The most discussed track of the album among reviewers was "Impossible Soul", which at 25 minutes in length comprises a third of the overall album. Pitchfork's reviewer Ryan Dombal described the track as having "more engaging ideas than most artists could muster in a career",[35] although No Ripcord reviewer Alan Shulman criticized the middle sections as being an "epic train wreck", saying that the closing minutes come as "a breath of fresh air".[40] One Thirty BPM reviewer Rob Hakimian was mixed in his reception of the track, and commented that it would "make or break" the album for listeners, describing it as a successful "proclamation of love", but also "bloated" and "way over the top".[33]

Accolades[edit]

Many reviewing sites included The Age of Adz in their best of 2010 lists.

Best of the year (2010) lists
Publisher Accolade Rank
Time Top 10 Albums of 2010 #6[41]
Exclaim! Best Pop & Rock Album of 2010 #8[42]
Pitchfork 50 top albums of 2010 #25[43]
The New York Times Top Pop 2010 Anthems #5[44]
MTV 20 Best Albums Of 2010 #10[45]
Paste The 50 Best Albums of 2010 #9[46]

Track listing[edit]

All songs written and composed by Sufjan Stevens. 

No. Title Length
1. "Futile Devices"   2:11
2. "Too Much"   6:44
3. "Age of Adz"   8:00
4. "I Walked"   5:01
5. "Now That I'm Older"   4:56
6. "Get Real Get Right"   5:10
7. "Bad Communication"   2:24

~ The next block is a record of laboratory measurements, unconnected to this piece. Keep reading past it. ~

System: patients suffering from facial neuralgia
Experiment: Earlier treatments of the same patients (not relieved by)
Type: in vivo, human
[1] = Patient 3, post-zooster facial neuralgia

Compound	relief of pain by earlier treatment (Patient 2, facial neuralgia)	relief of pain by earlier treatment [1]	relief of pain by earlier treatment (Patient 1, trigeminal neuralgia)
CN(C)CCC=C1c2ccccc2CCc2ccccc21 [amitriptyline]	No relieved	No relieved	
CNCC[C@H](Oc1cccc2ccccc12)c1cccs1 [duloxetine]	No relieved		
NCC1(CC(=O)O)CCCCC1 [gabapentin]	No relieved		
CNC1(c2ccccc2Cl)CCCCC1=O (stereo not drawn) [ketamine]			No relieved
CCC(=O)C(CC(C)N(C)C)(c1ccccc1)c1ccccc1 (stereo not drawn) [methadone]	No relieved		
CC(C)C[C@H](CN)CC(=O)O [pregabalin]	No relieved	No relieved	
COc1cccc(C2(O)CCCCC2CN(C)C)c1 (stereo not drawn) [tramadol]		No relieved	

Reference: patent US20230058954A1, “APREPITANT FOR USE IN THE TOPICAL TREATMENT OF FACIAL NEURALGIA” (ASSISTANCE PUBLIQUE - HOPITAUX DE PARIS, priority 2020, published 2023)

8. "Vesuvius"   5:26
9. "All for Myself"   2:55
10. "I Want to Be Well"   6:27
11. "Impossible Soul"   25:35
Total length:
74:49
  • Note: On the vinyl release of the album, the last movement (about three minutes) of "Impossible Soul" is moved to the end of side C, just after "I Want to be Well" for reasons of space and time restrictions.

Personnel[edit]

The album's liner notes provides limited information regarding the personnel. "Prophet Royal Robertson" is credited with all artwork except the pieces "Bar-Koom!", "Katora", and "Space Autos" by Scott Ogden.[47][48] Shara Worden performs a solo on "Impossible Soul", and provides backing vocals throughout.[14]

Chart positions[edit]

Region Sales charts (2010) Peak position
United States US Billboard 200 7[22]
Independent Albums 1[22]
United Kingdom UK Albums Chart 30[26]
Norway VG-lista 19[26]
Ireland Irish Albums Chart 23[26]

References[edit]

  1. ^ "Billboard's Number One Albums of the Rock Era, Pt. 1 (1956–1995)". Rate Your Music. Retrieved 2011-02-20. 
  2. ^ a b c "The Age of Adz, a New Album from Sufjan Stevens". Asthmatic Kitty. August 26, 2010. Retrieved August 26, 2010. 
  3. ^ "The Avalanche". Asthmatic Kitty. Retrieved October 21, 2010. 
  4. ^ "Songs For Christmas". Asthmatic Kitty. Retrieved October 21, 2010. 
  5. ^ Crock, Jason (May 15, 2006). "Sufjan Stevens". Pitchfork Media. Retrieved June 2, 2011. 
  6. ^ a b Purcell, Andrew (October 27, 2009). "Sufjan Stevens's symphony for New York". The Guardian (London). Retrieved October 28, 2009.